The pitfall of subjective validation seems to be inherent in how our mind works, and is just one of many known ways our brains can systematically mislead us. The next pitfall we will look at is how we are fundamentally handicapped when assessing probabilities and degrees of randomness.
Misinterpretation of random events and phone ESP
You happened to be thinking about your mother; suddenly the phone rings. It’s your mother! Amazing! Come to think of it this has happened to me in the past. There must be some kind of uncanny ESP connection involved.
Research in psychology has demonstrated that the mind has difficulty in correctly interpreting random patterns in time. We seek the unusual happenstance and mark them. The times when we think of our mom and she doesn’t call, and the reverse, where she calls and she didn’t happen to be on our mind at the moment, are by contrast non-events and don’t have the same impression on our memories. So after a while the false impression of ESP connection is created out of what is an inevitable overlap of common events. Equally troubling is our inability to comprehend short range statistics.
A widespread belief among basketball players, professional and blacktop, is that of the hot hand5. Michael Jordan and others have spoken on what they feel is the fact that once they have made a shot, they are more likely to make the next; their hand is hot. Conversely, the belief goes, if they miss a shot their hand has gone cold and they are more likely to miss the next. The more shots made (or missed) in a row the hotter (or colder) the hand. This to many a ballplayer’s mind describes why shots sometimes occur in streaks.
The question here is understanding what a random distribution looks like. Consider the following flips of a coin (an independent process):
XOXXOXOOXOOXXOXOXXOX and XOXXXOXOXXXXXXOXXXOX
Both series are of course equally probable, but most people would say that the second is too orderly, with too many heads ('X's) in a row, and therefore less likely. This is in contradiction to the math! In 20 tosses one would expect 10% of time to get a six in a row somewhere in the sequence, 25% of the time a five in a row, and a 50-50 chance of having at least a four in a row. The next activity demonstrates this "streaky" nature of random sequences. Note that during a basketball game each player attempts around 20 shots.
Tom Gilovich and Arnos Tversky demonstrate that people have faulty intuition about what random sequences look like. In fact, they have actually researched the hot hand with data from the 76er's basketball team. Gilovich and Tversky found that there is no meaningful statistical correlation between shots, and that a particular player's shooting average is the same for shots made after a basket to those after a missed shot 9. This analysis has fairly straight forward statistical arguments and is ideal for class presentation in conjunction with the above activity.
Figure 1. Optical illusion as an analogy to the cognitive clustering illusion. Even once one verifies that the brim of the hat is equal to the height, the eye continues to perceive the hat as taller than wide.
In general most conceive a random distribution to alternate back and forth much more than the math demonstrates; sequences of six in a row seem to most beyond chance. The propensity to assign a causal connection to such random sequences is called the clustering illusion, another pitfall of perception related to misinterpretation of random events. Gilovich argues that this bogus intuition is a cognitive illusion much like the optical illusion of the hat in Figure 1 in that even once one verifies that the brim of the hat is equal to the height, the eye continues to perceive the hat as taller than wide.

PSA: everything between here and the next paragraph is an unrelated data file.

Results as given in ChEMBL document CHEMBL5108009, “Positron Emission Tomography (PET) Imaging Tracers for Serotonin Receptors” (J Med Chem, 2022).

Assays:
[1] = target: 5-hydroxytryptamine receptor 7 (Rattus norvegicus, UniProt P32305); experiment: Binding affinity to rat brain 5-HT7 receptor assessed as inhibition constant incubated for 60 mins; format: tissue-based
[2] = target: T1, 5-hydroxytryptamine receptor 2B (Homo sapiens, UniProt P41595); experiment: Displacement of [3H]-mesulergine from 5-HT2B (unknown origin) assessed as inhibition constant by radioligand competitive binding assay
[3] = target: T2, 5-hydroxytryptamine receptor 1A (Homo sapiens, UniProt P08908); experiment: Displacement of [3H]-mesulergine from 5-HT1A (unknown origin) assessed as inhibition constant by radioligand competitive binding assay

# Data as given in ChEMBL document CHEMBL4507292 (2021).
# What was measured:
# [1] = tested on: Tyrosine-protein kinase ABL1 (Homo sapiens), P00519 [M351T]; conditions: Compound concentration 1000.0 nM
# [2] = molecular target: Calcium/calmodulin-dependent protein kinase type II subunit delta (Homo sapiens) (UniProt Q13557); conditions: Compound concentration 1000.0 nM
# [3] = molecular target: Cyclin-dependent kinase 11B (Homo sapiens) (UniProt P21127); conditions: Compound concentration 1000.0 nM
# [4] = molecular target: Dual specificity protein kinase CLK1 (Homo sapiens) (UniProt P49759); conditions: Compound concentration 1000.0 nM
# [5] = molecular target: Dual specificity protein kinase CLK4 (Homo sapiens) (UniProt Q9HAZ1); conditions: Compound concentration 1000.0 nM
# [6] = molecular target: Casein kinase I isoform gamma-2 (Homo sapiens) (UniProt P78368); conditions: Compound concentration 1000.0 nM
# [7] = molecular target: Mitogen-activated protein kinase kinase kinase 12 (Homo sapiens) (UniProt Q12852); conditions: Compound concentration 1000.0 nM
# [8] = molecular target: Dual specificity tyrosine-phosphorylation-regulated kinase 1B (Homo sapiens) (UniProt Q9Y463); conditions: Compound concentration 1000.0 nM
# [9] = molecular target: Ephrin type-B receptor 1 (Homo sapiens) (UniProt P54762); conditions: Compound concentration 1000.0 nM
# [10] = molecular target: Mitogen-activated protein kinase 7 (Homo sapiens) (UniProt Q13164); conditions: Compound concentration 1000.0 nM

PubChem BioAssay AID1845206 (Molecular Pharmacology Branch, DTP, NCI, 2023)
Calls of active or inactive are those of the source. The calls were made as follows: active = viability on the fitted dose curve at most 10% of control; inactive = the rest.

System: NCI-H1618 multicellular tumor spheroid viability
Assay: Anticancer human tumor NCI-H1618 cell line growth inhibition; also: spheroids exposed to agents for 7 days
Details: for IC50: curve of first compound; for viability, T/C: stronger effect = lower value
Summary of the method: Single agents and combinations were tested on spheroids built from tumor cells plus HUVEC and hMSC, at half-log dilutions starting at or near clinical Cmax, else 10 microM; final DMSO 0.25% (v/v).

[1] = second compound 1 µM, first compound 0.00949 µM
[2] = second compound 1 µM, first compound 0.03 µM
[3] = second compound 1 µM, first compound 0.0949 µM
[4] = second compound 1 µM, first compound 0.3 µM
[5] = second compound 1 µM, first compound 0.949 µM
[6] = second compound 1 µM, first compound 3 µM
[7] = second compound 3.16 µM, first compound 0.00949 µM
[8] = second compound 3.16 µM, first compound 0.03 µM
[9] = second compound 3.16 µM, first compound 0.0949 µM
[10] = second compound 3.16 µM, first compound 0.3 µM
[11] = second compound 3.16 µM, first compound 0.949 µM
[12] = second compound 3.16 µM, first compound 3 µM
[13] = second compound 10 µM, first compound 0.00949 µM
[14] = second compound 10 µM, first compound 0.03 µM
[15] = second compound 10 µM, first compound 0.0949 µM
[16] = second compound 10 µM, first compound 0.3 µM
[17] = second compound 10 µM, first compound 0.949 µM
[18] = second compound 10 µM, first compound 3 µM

So here is yet further instances of the mind's tendency to misinterpret. But wait, it gets worse!
Expectation Bias and Seeing Things
Here is a short account of a famous instance of expectation bias, or just plain jumping to conclusions. In 1903, during a time of major discoveries of many new forms of radiation, Professor Rene Blondlot of the University of Nancy reported the discovery of a remarkable new radiation he labeled N-rays10. He claimed these rays were emitted by all things except green wood and some treated metals, and had similar penetrating properties akin to X-rays. A number of other French scientists had corroborated his findings by duplicating his experiments. In one experimental arrangement, the N-rays were said to refract through a metal prism, and that a spectrum of dark and light N-ray bands could be cast. Instead of an eyepiece the spectrometer had a vertical thread treated with luminous paint. N-ray bands were detected by Blondlot, determining by eye the faint glow of the string as an assistant called out angles and rotated the prism through a set of intervals.
The journal Nature sent American physicist James Wood to investigate the amazing claims of the N-ray experiments. Wood was invited into Blondlot’s lab for a demonstration, and while waiting in the dark for Blondlot’s eyes to adjust, Wood quietly removed the metal prism from the apparatus. Although the prism was in Wood’s pocket, thus completely disabling the apparatus, Professor Blondlot nevertheless called out the presence and absence of N-rays exactly where he had reported and expected them to be11.